Don’t forget about mayor vs. warden

Pictured are new councillors (from the left): Shawn Samson, Melanie Sampson, Brent Sampson, Amanda Mombourquette, and Michael Diggdon.

With a new council about to take over, the hard work begins.

After the votes were counted on October 17, electors in the Municipality of the County of Richmond decided the current council needed to be replaced – and not with former councillors – as newcomers Shawn Samson, Michael Diggdon, Melanie Sampson, Amanda Mombourquette, and Brent Sampson all won with comfortable majorities.

Warden Brian Marchand, former warden Jason MacLean and veteran councillors James Goyetche and Gilbert Boucher all went down to defeat, while former councillors Rod Samson and Gerry Bourque finished behind the winners in their districts.

The people of Richmond County sent a clear message; they wanted the divisions on council to end, they wanted the bickering and political games to stop, and only a completely new council, with completely new councillors could do that.

On the top of the agenda are a number of matters, not the least of which is the decision to fund the Louisdale and District Volunteer Fire Department to respond to fires at the Point Tupper Industrial Park. But other decisions and non-decisions will also require attention, one of those being controversial changes to the grant policy, as well as procedural issues such as whether to revive a public Q&A session near the conclusion of each monthly meeting.

The ever-growing limitations to the municipality’s budget will also need to be at or near the top of the new council’s priority list as the newly elected members must come up with ways to continue to fund projects, programs and services, and assisting groups and communities, while maintaining fiscal responsibility.

But one of the biggest, perhaps most significant issue which will impact the future of Richmond County is whether to hold a plebiscite on the issue of adopting a mayoral system, versus the status-quo where a warden chairs council meetings, and acts as the spokesperson and representative of the elected body.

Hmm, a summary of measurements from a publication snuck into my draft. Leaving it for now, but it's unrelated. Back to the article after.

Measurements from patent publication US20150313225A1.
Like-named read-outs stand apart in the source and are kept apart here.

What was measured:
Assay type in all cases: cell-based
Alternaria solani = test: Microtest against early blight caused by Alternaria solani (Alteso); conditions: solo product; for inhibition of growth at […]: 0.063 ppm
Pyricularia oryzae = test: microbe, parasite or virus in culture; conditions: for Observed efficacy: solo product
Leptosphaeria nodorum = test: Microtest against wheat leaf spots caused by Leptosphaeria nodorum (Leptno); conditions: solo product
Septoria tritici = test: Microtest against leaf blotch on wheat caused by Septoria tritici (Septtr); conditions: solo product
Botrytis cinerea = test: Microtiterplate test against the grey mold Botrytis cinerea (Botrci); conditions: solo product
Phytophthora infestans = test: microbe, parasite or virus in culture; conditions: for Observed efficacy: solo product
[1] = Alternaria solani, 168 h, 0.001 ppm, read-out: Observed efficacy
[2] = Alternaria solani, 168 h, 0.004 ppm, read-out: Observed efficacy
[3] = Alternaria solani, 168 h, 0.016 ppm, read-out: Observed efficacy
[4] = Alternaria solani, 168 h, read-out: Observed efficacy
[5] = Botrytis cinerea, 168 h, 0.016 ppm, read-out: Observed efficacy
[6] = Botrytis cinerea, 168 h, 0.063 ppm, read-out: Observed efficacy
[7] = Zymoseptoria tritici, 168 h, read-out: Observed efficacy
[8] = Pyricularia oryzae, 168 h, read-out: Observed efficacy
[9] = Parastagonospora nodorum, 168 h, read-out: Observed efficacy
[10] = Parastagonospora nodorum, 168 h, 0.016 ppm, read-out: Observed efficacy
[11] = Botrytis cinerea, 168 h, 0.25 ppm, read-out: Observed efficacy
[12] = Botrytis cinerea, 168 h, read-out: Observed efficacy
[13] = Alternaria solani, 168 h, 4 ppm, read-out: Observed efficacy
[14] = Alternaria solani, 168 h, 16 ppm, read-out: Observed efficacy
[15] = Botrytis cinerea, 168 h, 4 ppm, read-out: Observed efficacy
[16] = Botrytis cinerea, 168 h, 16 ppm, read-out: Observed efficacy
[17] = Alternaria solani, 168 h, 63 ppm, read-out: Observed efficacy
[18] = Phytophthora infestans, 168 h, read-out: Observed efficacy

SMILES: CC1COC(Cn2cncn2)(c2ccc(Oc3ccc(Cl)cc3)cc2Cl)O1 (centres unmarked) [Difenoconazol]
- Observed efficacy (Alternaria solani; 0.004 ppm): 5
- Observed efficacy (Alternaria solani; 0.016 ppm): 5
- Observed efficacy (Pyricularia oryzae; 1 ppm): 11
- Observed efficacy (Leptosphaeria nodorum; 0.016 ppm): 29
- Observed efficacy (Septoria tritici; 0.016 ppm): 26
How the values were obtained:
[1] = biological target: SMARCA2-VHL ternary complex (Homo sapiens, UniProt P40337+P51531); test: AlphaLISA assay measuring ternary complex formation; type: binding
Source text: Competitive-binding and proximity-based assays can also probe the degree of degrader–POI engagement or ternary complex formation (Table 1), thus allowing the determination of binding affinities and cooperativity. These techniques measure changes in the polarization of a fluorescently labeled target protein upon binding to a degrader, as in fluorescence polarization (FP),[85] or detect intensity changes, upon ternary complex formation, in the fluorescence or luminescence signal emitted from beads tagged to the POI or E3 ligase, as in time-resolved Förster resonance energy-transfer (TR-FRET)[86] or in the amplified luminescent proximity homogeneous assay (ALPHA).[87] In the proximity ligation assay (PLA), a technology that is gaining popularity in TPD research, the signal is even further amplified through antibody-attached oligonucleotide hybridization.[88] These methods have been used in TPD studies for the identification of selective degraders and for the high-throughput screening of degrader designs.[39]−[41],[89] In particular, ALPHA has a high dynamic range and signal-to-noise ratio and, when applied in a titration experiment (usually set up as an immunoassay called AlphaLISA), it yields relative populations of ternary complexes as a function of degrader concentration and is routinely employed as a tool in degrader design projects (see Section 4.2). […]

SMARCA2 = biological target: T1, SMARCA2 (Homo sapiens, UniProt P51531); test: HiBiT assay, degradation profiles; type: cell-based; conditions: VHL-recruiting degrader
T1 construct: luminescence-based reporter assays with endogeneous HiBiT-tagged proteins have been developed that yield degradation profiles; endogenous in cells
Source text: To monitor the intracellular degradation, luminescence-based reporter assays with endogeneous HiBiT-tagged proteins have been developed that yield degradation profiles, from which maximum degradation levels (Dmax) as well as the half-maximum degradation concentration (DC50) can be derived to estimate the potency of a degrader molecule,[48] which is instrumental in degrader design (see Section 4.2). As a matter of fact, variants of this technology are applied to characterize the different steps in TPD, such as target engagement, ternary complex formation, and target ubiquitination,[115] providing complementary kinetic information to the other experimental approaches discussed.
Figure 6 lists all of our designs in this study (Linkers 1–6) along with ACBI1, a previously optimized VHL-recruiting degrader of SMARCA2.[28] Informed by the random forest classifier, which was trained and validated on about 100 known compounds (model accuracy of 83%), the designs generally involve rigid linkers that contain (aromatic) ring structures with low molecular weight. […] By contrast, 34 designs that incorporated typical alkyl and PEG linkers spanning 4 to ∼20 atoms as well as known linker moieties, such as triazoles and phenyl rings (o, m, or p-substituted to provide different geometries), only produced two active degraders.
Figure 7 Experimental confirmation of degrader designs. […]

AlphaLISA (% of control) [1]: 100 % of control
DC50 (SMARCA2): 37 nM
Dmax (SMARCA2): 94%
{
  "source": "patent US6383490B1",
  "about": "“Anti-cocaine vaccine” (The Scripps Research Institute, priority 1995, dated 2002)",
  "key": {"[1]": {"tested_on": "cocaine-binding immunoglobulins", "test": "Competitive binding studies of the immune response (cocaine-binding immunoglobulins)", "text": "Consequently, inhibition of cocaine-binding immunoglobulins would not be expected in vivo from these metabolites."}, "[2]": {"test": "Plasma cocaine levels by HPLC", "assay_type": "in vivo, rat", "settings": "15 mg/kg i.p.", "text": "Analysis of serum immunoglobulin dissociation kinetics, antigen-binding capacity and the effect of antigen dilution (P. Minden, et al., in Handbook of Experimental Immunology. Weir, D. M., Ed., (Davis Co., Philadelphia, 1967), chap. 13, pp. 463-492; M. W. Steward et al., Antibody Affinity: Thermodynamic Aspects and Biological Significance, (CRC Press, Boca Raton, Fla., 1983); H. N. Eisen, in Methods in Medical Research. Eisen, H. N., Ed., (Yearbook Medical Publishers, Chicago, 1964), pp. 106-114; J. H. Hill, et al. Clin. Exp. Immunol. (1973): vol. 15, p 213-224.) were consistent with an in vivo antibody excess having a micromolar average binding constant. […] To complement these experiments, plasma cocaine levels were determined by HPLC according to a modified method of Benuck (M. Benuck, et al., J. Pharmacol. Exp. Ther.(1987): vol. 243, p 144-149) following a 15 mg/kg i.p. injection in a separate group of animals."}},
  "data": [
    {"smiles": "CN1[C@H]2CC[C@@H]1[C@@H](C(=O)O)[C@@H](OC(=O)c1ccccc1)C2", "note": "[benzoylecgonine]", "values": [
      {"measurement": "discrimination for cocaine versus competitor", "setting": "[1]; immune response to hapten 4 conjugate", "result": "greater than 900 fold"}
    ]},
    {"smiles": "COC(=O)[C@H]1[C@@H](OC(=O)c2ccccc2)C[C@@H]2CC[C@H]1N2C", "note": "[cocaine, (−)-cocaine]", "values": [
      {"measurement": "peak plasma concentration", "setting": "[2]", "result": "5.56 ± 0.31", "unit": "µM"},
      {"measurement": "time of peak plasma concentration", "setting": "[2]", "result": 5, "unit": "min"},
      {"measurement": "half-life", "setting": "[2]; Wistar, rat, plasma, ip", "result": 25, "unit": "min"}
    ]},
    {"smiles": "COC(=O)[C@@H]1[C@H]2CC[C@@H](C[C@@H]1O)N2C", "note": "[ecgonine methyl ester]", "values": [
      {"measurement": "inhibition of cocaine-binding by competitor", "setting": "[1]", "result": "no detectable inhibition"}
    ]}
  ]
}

This question was supposed to be put to voters in the recent municipal election, but the previous council did not believe there was sufficient public interest or support for such a vote.

They were wrong. In Richmond County’s strategic plan released two years ago, almost 80 per cent of residents said they favoured electing a mayor-at-large, and since then, many residents have expressed their support for allowing voters to decide.

Regardless whether there is support for a mayor or for a warden, at the very least, the previous council could have allowed residents to decide this very important matter at the polls, based on the level of public interest and the ramifications it will have on the municipality for years to come.

When Richmond County’s municipal districts were reduced to five from 10, one of the major recommendations from that governance review was that voters should decide whether to go with a mayor or retain a warden.

Since the number of elected representatives was being cut in half, it was asserted that the possibility of a mayor would put the number of seats at 6, so there wouldn’t be such a dramatic change.

In addition to increasing the amount of people, perspectives, skills, and knowledge that go into decision-making, having a mayor would eliminate the back room horse-trading and political maneuvering that has sometimes accompanied votes for warden; a process which has worked against the best interests of taxpayers.

This way, the people will decide who will lead their municipal unit for the next four years – no deals, no secrecy. And the winners will have to share their plans, their visions, and their strategies with the public if they hope to get elected.

That is full transparency, democracy and accountability in a municipality that has seen far too much of the opposite for far too long.

There are drawbacks to the mayoral system, chief among them that once the municipality reverts to this system, it cannot return to a warden system but voters will have to decide if that is too high a price to pay.

Since any plebiscite would have to take place at least by 2024, this gives the new council the opportunity to deal with the most time-sensitive and pressing mattes first, then get to this issue. There is the possibility that such a vote could take place outside of a regular municipal election, but that would be a more expensive option.

Once they do tackle this, hopefully they will consult with the public, allow as much feedback as possible, look at the facts, review previous public engagement sessions, then decide to put the question to voters.

The issue of who will lead this municipality for years to come is too important to kick further down the road.